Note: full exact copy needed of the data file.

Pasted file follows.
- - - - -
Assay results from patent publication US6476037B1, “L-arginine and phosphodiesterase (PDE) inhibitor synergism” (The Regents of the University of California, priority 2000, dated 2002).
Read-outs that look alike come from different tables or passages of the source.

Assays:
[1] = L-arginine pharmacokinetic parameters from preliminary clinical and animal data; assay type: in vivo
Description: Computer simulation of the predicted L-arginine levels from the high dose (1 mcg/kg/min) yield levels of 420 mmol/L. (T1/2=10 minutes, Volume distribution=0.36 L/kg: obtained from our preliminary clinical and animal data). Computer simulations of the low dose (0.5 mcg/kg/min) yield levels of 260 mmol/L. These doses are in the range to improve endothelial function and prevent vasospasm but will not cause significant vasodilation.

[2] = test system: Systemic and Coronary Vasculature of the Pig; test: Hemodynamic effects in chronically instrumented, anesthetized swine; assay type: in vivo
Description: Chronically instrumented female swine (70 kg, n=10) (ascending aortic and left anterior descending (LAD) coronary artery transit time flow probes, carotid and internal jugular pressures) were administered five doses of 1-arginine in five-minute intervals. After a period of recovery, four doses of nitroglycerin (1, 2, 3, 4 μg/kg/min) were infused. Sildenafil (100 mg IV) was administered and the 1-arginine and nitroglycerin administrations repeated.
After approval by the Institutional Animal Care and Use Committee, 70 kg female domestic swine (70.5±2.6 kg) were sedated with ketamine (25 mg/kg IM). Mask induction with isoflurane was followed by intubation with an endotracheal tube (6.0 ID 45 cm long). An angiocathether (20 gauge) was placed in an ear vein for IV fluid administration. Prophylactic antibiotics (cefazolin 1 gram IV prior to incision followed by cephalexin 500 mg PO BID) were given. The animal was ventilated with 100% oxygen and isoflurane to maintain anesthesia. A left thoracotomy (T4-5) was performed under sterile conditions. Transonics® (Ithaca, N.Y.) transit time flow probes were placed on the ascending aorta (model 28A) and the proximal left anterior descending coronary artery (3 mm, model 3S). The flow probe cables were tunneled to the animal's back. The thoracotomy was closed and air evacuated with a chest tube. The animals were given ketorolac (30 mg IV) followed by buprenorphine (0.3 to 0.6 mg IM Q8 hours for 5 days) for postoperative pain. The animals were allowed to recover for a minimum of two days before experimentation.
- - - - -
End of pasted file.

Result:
Assay results from patent publication US6476037B1, “L-arginine and phosphodiesterase (PDE) inhibitor synergism” (The Regents of the University of California, priority 2000, dated 2002).
Read-outs that look alike come from different tables or passages of the source.

Assays:
[1] = L-arginine pharmacokinetic parameters from preliminary clinical and animal data; assay type: in vivo
Description: Computer simulation of the predicted L-arginine levels from the high dose (1 mcg/kg/min) yield levels of 420 mmol/L. (T1/2=10 minutes, Volume distribution=0.36 L/kg: obtained from our preliminary clinical and animal data). Computer simulations of the low dose (0.5 mcg/kg/min) yield levels of 260 mmol/L. These doses are in the range to improve endothelial function and prevent vasospasm but will not cause significant vasodilation.

[2] = test system: Systemic and Coronary Vasculature of the Pig; test: Hemodynamic effects in chronically instrumented, anesthetized swine; assay type: in vivo
Description: Chronically instrumented female swine (70 kg, n=10) (ascending aortic and left anterior descending (LAD) coronary artery transit time flow probes, carotid and internal jugular pressures) were administered five doses of 1-arginine in five-minute intervals. After a period of recovery, four doses of nitroglycerin (1, 2, 3, 4 μg/kg/min) were infused. Sildenafil (100 mg IV) was administered and the 1-arginine and nitroglycerin administrations repeated.
After approval by the Institutional Animal Care and Use Committee, 70 kg female domestic swine (70.5±2.6 kg) were sedated with ketamine (25 mg/kg IM). Mask induction with isoflurane was followed by intubation with an endotracheal tube (6.0 ID 45 cm long). An angiocathether (20 gauge) was placed in an ear vein for IV fluid administration. Prophylactic antibiotics (cefazolin 1 gram IV prior to incision followed by cephalexin 500 mg PO BID) were given. The animal was ventilated with 100% oxygen and isoflurane to maintain anesthesia. A left thoracotomy (T4-5) was performed under sterile conditions. Transonics® (Ithaca, N.Y.) transit time flow probes were placed on the ascending aorta (model 28A) and the proximal left anterior descending coronary artery (3 mm, model 3S). The flow probe cables were tunneled to the animal's back. The thoracotomy was closed and air evacuated with a chest tube. The animals were given ketorolac (30 mg IV) followed by buprenorphine (0.3 to 0.6 mg IM Q8 hours for 5 days) for postoperative pain. The animals were allowed to recover for a minimum of two days before experimentation.